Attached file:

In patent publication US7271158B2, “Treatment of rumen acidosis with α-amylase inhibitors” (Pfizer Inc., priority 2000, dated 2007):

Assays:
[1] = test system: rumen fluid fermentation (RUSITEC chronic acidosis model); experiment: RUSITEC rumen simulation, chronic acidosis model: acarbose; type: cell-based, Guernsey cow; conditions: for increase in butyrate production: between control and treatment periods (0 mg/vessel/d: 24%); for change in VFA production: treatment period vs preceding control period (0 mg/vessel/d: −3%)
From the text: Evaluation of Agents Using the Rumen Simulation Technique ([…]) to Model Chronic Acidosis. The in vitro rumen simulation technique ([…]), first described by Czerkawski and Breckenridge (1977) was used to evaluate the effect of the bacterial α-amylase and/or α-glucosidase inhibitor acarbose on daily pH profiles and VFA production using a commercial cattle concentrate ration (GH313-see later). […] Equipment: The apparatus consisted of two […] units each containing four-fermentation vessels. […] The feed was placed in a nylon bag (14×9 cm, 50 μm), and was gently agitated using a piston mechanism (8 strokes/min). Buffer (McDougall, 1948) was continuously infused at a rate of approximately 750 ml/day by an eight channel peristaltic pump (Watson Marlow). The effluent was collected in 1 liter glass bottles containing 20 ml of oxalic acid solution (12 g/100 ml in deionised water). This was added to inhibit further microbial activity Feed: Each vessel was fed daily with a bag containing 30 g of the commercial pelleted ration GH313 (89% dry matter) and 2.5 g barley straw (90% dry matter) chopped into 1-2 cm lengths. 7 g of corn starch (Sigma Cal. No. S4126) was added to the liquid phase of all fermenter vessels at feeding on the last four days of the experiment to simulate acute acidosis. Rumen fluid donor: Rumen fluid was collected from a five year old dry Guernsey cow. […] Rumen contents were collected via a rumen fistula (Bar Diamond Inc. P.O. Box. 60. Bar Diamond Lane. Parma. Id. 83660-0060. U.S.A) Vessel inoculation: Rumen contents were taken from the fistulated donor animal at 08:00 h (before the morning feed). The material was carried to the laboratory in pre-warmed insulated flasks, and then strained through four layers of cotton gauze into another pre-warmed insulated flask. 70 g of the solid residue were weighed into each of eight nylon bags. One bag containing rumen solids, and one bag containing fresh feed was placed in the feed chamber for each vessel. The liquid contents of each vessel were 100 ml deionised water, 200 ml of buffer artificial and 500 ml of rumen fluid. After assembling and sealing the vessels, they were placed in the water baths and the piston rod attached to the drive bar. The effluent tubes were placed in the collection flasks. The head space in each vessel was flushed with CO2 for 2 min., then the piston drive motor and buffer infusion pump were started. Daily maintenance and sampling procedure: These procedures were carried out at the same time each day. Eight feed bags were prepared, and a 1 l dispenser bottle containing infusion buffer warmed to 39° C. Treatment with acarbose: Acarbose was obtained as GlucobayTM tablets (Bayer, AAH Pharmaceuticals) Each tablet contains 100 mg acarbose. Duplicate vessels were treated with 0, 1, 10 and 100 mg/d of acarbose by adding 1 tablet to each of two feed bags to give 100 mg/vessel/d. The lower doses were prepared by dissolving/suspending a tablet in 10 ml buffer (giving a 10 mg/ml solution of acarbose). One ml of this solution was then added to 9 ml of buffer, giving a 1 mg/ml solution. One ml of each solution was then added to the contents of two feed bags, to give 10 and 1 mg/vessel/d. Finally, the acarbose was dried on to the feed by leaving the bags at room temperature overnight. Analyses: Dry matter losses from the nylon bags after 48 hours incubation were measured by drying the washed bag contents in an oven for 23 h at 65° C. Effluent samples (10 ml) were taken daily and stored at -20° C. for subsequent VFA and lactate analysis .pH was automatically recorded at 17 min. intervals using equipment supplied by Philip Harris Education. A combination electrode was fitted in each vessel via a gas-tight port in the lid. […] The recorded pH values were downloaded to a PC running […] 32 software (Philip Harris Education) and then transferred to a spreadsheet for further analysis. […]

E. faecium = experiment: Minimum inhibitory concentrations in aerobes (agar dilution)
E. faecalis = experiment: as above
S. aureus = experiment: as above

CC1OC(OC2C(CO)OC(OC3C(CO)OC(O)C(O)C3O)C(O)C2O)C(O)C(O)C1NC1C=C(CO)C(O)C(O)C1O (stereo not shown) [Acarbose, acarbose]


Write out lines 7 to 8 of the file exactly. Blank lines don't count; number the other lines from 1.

S. aureus = experiment: as above

CC1OC(OC2C(CO)OC(OC3C(CO)OC(O)C(O)C3O)C(O)C2O)C(O)C(O)C1NC1C=C(CO)C(O)C(O)C1O (stereo not shown) [Acarbose, acarbose]